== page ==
gms | German Medical Science

GMS Hygiene and Infection Control

Deutsche Gesellschaft für Krankenhaushygiene (DGKH)

ISSN 2196-5226

Infection control: Knowledge and compliance among Saudi undergraduate dental students

Infektionsprävention: Wissen und Compliance bei Studenten der Zahnmedizin

Research Article

  • corresponding author Sadeq Ali Al-Maweri - Department of Oral and Maxillofacial Sciences, Al-Farabi Colleges of Dentistry and Nursing, Riyadh, Saudi Arabia; Department of Oral Medicine and Diagnosis, Sana’a University, Sana’a, Yemen
  • author Bassel Tarakji - Department of Oral and Maxillofacial Sciences, Al-Farabi Colleges of Dentistry and Nursing, Riyadh, Saudi Arabia
  • author Bassam Shugaa-Addin - Department of Oral and Maxillofacial Sciences, Al-Farabi Colleges of Dentistry and Nursing, Riyadh, Saudi Arabia
  • author Hashem M. Al-Shamiri - Department of Oral and Maxillofacial Sciences, Al-Farabi Colleges of Dentistry and Nursing, Riyadh, Saudi Arabia
  • author Nader Ahmed Alaizari - Department of Oral and Maxillofacial Sciences, Al-Farabi Colleges of Dentistry and Nursing, Riyadh, Saudi Arabia
  • author Ousamah AlMasri - Al-Farabi Colleges of Dentistry and Nursing, Riyadh, Saudi Arabia

GMS Hyg Infect Control 2015;10:Doc10

doi: 10.3205/dgkh000253, urn:nbn:de:0183-dgkh0002536

Veröffentlicht: 1. Juli 2015

© 2015 Al-Maweri et al.
Dieser Artikel ist ein Open-Access-Artikel und steht unter den Lizenzbedingungen der Creative Commons Attribution 4.0 License (Namensnennung). Lizenz-Angaben siehe


Objective: This study aimed to assess the level of knowledge, attitudes, and practices regarding infection control procedures among undergraduate dental students.

Methods: This was a questionnaire-based cross-sectional survey. A self-administered questionnaire consisting of questions on students’ vaccination status as well as knowledge and attitudes regarding infection control was sent to 600 undergraduate dental students in the fourth, fifth, and sixth year of the Al-Farabi College for Dentistry and Nursing, Riyadh, Saudi Arabia. The collected data were analyzed using SPSS software. The significance level was set at P<0.05.

Results: The response rate was 85% (512 out of 600). While the vast majority of students (90%) had been vaccinated against hepatitis, only 37.4% have been assessed for anti-HBs. A total of 98.8% and 90.8% reported always wearing gloves and masks, respectively, during dental procedures. The use of protective eyewear was reported by only 29.2%. A significantly higher proportion of sixth-year students showed a positive attitude toward the treatment of patients with infectious diseases than other students of lower academic years. Approximately one-third of students reported having one or more occupational injuries while treating their patients.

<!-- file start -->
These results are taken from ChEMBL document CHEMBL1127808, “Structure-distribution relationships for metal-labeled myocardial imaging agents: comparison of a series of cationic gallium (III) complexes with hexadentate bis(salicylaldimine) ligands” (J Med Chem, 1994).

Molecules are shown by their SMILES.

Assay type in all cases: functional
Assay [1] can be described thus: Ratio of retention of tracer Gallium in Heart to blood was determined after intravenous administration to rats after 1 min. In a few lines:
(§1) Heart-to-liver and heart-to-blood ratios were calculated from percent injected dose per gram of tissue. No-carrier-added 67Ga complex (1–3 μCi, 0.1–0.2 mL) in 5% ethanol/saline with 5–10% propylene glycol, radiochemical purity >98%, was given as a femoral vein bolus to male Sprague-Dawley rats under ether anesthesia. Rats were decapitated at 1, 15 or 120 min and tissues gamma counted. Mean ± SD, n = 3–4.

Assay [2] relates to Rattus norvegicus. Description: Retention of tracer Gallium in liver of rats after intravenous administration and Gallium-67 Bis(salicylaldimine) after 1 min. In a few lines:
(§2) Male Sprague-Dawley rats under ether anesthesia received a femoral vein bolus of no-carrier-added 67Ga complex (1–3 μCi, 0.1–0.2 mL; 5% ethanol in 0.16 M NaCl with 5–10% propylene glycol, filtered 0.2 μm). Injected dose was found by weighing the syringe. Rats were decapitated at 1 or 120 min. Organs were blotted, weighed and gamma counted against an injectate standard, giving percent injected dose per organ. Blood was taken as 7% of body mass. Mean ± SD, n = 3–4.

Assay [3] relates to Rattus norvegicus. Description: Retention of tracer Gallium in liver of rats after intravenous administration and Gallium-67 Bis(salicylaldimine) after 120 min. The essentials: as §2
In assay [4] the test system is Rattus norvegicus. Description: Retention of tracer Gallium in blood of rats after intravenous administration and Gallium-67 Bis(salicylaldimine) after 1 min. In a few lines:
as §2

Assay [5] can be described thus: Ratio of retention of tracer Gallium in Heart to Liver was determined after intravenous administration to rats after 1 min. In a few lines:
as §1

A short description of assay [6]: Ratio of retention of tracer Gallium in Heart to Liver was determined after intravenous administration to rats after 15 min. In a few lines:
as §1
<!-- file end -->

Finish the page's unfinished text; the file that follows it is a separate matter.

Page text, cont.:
Conclusion: Although the students had good knowledge and attitudes regarding infection control, the compliance and practice levels regarding the same were low. Such findings highlight the necessity of continued infection-control education of Saudi dental students.

Keywords: knowledge, compliance, infection control, dental students


Zielsetzung: In der Studie sollten die Kenntnisse, die Einstellung und die praktische Umsetzung infektionspräventiver Maßnahmen bei Studenten der Zahnmedizin analysiert werden.

Methode: In einer Querschnittsstudie wurde ein selbst zu beantwortender Fragebogen zur Erfassung des Impfstatus, der Kenntnisse und der Einstellung zur Infektionsprävention an 600 Studenten im 4., 5. und 6. Ausbildungsjahr des Al-Farabi College für Dentistry und Nursing, Riyadh, Saudi Arabia, verschickt. Die Daten wurden mittels SPSS analysiert. Das Signifikanzniveau wurde mit p<0,05 festgelegt.

Ergebnisse: Die Responserate betrug 85% (512 von 600). Während die Mehrzahl der Studenten (90%) gegen Hepatitis B geimpft war, war nur bei 37,4% anti-HBs bestimmt worden. 98,8% bzw. 90,8% trugen stets Schutzhandschuhe bzw. Mund-Nasen-Schutz bei der zahnärztlichen Behandlung, während das Tragen einer Schutzbrille nur in 29,2% angegeben wurde. Ein signifikant höherer Anteil der Studenten zeigte im 6. Ausbildungsjahr eine positive Einstellung zur Behandlung von Patienten mit Infektionskrankheiten im Vergleich zum 4. und 5. Ausbildungsjahr. Etwa ein Drittel der Studenten gab an, dass sich ein oder mehrere arbeitsbedingte Verletzungen bei der Patientenbehandlung ereignet hatten.

Schlussfolgerung: Obwohl die Studenten ein solides Wissen und eine gute Einstellung zur Infektionsprävention hatten, war die Compliance zur praktischen Umsetzung gering. Die Ergebnisse unterstreichen die Notwendigkeit der kontinuierlichen Erziehung Saudischer Zahnmedizinstudenten zur Infektionsprävention.